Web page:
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june 5, 2000

Who won what for whom? Robert Reno, writing in Newsday of May 25, ponders the recent passage of the administration’s China trade bill. On the one hand, he observes, the vote represents a victory for "a coalition of naked corporate power such as had rarely been exercised or better financed in our lifetimes." On the other hand, the opportunity that the victory "offers for making China into a more housebroken nation… exceeds anything we can accomplish by pointing missiles at them or sending the U.S. 7th Fleet to menace their shores." Like the goddess Kuan Yin, the issue raises still another hand in the form of an AFL-CIO comment: "Union leaders and other supporters of working families decried the vote as a blank check for China to continue its oppression of Chinese citizens, which opens the door to corporate exploitation and lowered living and working standards for workers everywhere." Could be they’re all right on the mark.

Pitching for calliopes. How could the builders ignore the sound component when polishing the little gem known as PacBell Park? Tacky canned pop music doesn’t cut the mustard. In this musical town where pipe organs fill the spaces of such disparate venues as Grace Cathedral and the Castro Theatre, someone must have an extra instrument hidden away in a back room. If we can put an old organ at the foot of Market Street, surely we can bestow the same favor on China Beach. Couldn’t we persuade the Giants to perch one on the sweet spot of The Glove and take us out to the ball game in proper San Francisco style?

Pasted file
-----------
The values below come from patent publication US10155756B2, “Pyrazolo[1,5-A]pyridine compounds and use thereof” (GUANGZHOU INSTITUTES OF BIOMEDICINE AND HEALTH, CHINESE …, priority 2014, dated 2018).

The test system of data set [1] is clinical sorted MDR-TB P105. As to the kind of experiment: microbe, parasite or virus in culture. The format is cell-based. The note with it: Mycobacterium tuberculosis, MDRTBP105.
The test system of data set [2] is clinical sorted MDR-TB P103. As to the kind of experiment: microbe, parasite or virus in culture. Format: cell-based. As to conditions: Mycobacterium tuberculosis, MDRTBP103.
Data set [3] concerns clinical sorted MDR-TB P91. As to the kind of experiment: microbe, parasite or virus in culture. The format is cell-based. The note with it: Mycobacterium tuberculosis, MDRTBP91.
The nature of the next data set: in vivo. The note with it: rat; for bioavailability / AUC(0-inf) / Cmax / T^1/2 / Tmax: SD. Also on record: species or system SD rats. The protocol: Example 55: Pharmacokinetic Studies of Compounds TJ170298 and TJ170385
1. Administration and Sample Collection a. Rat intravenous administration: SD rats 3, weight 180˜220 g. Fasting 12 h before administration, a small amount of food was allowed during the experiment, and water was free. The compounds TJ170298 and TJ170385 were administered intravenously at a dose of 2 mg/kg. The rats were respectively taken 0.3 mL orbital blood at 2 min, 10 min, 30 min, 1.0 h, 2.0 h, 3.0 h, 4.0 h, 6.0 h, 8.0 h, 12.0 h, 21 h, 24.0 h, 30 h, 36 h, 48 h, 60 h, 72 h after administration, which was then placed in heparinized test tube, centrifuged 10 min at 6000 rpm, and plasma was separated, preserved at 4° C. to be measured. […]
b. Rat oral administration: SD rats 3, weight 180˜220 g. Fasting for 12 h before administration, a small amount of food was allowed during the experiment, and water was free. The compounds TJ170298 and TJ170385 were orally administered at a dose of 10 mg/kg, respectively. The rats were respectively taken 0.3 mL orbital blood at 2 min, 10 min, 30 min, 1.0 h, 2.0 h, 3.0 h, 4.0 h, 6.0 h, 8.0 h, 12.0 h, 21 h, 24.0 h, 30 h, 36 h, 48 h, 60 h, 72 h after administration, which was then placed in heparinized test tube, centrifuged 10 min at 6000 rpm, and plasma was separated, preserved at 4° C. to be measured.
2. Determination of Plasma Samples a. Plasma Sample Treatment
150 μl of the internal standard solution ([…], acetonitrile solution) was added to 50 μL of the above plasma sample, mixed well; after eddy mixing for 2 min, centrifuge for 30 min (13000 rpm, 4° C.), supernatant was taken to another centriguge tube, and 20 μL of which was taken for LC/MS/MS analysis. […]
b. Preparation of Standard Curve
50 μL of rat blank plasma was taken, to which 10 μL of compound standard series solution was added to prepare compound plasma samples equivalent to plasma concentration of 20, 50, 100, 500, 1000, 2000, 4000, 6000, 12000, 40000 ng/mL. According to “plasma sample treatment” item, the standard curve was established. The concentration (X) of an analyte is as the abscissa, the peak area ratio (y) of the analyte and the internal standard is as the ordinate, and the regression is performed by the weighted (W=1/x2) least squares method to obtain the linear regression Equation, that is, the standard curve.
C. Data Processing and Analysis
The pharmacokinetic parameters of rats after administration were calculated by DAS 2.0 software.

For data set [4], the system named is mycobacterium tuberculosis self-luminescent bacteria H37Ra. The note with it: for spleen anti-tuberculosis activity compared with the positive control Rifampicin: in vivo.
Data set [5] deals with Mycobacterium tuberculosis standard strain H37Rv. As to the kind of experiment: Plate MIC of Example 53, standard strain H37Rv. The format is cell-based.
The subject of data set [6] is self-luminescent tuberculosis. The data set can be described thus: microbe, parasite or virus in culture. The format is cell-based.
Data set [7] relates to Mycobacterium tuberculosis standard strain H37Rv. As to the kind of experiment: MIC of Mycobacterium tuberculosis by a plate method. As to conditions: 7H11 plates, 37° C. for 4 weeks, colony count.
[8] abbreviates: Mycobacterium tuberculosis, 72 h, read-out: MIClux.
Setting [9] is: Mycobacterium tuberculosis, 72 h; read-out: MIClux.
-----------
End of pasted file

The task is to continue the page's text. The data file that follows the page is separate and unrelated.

June tunes. On June 1, 1868 a former San Francisco banker named William Tecumseh Sherman signed a treaty allowing Navajo representatives to "relinquish all right to occupy any territory outside their reservation… but retain the right to hunt on any unoccupied lands contiguous to their reservation, so long as the large game may range thereon in such numbers as to justify the chase; and they, the said Indians, further expressly agree: That they will make no opposition to the construction of railroads now being built or hereafter to be built across the continent." No big deal, opined Sherman. The golden spike that was about to link the North American continent by rail would, he predicted, bring an end to both the Indians and the buffaloes they were entitled to hunt. <> Polish up your old picket signs. For the AFL-CIO, Labor Day comes early this year. Beginning June 10, labor councils across the country will spend Seven Days in June celebrating the right of American workers to organize. According to the California Labor Federation, San Franciscans will pay particular attention to conditions at the airport, as well as the Marriott and Catholic Healthcare West. <> When Thabo Mbeki was in town last month, the press strummed hard on the local angle, the South African president’s unorthodox views on the AIDS crisis. But his country’s economic crisis continues, as virulent a threat as the disease whose cause he denies. Top labor leaders staged a sit-in last week when the Department of Labour responded to their cries for help with a mere middle-level functionary. Retorted Willie Madisha, president of the 2-million-member Congress of South African Trade Unions, "Our country faces a job loss bloodbath of unprecedented proportions. Almost 4 out of every 10 South Africans does not have a decent, full-time job. We can no longer tolerate the failure of government to treat this issue as a national priority." <> If you visit New York, urges the Professional and Staff Association of the Museum of Modern Art, "Please honor our picket line. Do not visit MoMA or its stores until a fair settlement is reached." PASTA workers walked out after seven months of fruitless negotiations over wages, healthcare, layoffs, and charges of unfair labor practices. Their union, UAW Local 2110, offers a list of "alternative destinations" for the artistically inclined.